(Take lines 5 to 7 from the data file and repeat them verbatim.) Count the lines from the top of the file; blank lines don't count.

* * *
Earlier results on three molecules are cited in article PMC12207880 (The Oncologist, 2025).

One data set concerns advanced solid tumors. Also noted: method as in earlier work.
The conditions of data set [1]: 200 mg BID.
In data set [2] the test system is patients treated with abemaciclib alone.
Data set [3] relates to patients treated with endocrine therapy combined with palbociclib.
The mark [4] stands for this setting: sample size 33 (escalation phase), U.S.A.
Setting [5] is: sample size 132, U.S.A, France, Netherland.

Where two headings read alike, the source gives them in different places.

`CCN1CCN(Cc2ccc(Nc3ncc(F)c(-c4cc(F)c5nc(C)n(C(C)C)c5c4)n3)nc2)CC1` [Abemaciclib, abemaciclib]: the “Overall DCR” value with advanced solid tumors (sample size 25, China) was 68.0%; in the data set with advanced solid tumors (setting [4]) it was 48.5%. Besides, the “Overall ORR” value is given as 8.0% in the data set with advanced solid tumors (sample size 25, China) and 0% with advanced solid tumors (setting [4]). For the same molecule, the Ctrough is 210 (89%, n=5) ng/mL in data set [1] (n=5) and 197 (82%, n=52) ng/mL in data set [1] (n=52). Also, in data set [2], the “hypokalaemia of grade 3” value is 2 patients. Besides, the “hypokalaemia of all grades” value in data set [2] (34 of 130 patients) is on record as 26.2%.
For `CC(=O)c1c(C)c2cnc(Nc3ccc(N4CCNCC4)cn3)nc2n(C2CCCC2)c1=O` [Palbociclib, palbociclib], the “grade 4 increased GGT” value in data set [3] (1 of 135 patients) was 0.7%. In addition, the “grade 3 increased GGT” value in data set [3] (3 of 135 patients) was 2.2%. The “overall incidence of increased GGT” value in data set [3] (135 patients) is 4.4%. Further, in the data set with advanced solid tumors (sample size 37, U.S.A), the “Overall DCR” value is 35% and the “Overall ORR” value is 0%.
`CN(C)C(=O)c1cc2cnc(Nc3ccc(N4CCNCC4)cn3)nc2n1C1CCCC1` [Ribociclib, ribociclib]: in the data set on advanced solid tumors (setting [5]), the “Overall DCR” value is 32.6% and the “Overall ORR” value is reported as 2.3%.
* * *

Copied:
Data set [3] relates to patients treated with endocrine therapy combined with palbociclib.
The mark [4] stands for this setting: sample size 33 (escalation phase), U.S.A.
Setting [5] is: sample size 132, U.S.A, France, Netherland.